I guess if you made six figures several times over, then having that much on a card wouldn’t cost you a fortune.

  • Tim

    Citibank just increased my credit limit too. i think chase and citi have the same marketers, because the credit limit increase announce sounded exactly the same.

  • Moneymonk

    Chase should come straight out with it. “We want to keep you in debt, therefore we are increasing your credit line”

    They may not be making money off of you ( interest, fees) therefore, they increased your limit. Hoping you will lose discipline

  • Interrobanger

    Hilarious, to those of us who follow this stuff. Sad, because many people probably DO think it’s an opportunity.

    I work with a merchant coalition on credit card fees and practices (especially on the interchange fee issue) and more and more I think the banks will have to clean up their act or lose out to Metafos or Gratis or even the micropayment strategy Bill Gates mentioned at Davos.

  • Ben

    I’m not looking forward to waiting on hold and traversing the phone menus but I’ll probably call and ask them to stop auto-increasing my limit, thanks for the suggestions!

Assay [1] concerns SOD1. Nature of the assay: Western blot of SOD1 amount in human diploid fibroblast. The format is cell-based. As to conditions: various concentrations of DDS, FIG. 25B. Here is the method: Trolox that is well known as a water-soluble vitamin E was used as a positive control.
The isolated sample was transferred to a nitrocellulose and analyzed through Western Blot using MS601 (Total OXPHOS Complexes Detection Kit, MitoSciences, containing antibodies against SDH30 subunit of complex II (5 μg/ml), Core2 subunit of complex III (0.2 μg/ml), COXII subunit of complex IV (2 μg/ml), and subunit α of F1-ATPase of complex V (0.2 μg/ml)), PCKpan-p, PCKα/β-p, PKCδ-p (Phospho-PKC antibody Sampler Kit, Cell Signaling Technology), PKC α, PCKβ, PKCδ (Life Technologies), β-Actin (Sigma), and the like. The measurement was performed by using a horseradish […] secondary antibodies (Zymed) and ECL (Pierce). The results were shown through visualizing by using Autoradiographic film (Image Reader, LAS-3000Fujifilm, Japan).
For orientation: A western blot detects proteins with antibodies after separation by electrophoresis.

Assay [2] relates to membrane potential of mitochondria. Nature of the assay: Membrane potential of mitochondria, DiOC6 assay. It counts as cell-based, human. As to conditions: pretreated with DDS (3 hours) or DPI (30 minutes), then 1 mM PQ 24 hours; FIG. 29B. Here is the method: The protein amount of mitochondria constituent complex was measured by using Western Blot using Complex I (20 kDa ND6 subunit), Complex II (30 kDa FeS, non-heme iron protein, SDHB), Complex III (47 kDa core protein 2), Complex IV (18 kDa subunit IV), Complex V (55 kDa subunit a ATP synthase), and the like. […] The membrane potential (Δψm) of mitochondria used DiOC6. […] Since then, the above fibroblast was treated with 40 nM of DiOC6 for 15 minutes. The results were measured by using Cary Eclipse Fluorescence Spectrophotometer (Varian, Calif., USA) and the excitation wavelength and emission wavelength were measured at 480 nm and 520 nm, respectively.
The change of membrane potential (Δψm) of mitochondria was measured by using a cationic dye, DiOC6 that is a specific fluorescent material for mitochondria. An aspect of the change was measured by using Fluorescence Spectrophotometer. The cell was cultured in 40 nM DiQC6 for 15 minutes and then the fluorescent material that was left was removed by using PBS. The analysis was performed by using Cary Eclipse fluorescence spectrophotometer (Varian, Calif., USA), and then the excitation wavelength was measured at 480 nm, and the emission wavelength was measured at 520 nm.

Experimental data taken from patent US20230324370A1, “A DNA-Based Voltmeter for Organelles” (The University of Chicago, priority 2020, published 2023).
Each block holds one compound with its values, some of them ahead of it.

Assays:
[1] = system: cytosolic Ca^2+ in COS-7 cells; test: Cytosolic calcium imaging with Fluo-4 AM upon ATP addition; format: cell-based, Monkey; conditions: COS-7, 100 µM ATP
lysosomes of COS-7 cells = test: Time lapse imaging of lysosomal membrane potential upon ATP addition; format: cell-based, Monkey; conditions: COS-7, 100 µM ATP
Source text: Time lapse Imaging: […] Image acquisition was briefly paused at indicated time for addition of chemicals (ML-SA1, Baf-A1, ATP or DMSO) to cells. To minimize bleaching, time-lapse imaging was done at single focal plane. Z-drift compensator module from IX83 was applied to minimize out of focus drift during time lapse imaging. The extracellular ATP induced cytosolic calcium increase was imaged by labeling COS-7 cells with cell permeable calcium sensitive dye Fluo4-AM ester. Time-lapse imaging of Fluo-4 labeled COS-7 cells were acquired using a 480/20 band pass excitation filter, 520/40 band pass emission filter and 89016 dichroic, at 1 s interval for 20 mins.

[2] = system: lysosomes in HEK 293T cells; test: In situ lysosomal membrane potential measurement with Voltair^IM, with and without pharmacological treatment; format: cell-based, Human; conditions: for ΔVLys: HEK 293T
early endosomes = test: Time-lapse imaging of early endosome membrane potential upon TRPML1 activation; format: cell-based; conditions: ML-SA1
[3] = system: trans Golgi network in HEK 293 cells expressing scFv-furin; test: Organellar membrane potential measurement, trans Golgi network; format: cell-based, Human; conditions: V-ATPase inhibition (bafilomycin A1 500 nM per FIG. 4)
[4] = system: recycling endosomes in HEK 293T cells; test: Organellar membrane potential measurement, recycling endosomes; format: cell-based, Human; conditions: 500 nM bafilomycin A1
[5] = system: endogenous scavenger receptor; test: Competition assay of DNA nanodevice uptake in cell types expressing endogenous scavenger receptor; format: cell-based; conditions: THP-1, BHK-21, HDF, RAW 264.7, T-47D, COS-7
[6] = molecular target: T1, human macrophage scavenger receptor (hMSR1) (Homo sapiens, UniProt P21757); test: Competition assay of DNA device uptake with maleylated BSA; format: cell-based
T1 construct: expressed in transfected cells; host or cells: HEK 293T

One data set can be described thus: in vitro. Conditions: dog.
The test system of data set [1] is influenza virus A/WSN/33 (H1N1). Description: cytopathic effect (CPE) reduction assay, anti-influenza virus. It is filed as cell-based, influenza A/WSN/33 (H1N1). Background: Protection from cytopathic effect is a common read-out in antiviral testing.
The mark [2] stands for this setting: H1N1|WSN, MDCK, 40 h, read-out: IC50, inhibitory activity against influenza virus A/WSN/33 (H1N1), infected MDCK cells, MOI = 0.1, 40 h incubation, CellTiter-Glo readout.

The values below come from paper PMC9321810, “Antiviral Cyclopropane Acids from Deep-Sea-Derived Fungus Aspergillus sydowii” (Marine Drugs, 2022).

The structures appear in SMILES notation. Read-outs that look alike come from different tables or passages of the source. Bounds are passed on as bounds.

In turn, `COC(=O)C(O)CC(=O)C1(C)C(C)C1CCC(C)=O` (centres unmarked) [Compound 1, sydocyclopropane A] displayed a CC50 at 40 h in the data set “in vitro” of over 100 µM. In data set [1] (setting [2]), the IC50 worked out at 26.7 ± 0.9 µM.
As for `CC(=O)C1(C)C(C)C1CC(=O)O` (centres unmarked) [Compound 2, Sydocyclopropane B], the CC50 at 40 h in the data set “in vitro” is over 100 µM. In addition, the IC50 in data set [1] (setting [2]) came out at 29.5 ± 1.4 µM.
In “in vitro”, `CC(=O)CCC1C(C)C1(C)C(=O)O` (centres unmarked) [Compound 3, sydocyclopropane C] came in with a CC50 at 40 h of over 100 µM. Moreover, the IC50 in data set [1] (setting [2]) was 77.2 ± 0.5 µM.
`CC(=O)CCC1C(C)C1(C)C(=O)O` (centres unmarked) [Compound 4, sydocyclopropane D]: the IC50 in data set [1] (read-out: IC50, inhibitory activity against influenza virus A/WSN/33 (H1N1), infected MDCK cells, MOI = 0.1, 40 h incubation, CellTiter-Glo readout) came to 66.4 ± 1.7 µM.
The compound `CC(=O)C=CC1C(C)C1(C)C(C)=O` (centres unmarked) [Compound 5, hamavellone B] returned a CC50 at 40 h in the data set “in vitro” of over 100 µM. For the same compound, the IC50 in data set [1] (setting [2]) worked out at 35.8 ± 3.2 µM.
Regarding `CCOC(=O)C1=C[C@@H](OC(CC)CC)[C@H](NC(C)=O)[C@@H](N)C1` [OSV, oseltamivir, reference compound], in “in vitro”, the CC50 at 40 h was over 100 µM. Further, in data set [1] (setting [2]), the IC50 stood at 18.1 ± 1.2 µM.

• Tim

    you can refuse the credit increase. you can request a credit decrease. you can call them to stop automatic increases without your prior consent, too.

  • mapgirl

    So are you going to call them and ask to have the limit reduced? I used to do that in college so I wouldn’t get deeper into debt. It helped a little.

  • Wooly Woman

    Yup, as a student I practically had to BEG my bank to quit automatically increase my credit card limit. It was just way too convenient!

  • MoneyNing

    I wonder if there is a way to get them to not increase your credit limit without asking them to decrease it.

    Maybe a credit rating expert can tell us whether or not seeing a decrease in credit limit for a credit card is a good, bad, or indifferent item in terms of FICO scores.

  • broknowrchlatr

    I’ve always found this obnoxious. But, I’ve found a way to beat it.

    When you apply for a new card, they tend to give you a limit of as high as they feel comfortabel giving you. When this happens, I immediately call them to decrease it to about 2 times the maximume ammoutn I ever imagine putting on it. That way, they mark on your acocunt tha tyou don’t want it increased.

    I got the chase freedom card and thy gave me a credit limit of $13,000 also. I promptly had it changed to $4,000

  • KMC

    That’s classic. I love it.

    “all those purchases you’ve been waiting to make” because YOU CAN’T AFFORD THEM.

    Enjoy that prestige this weekend.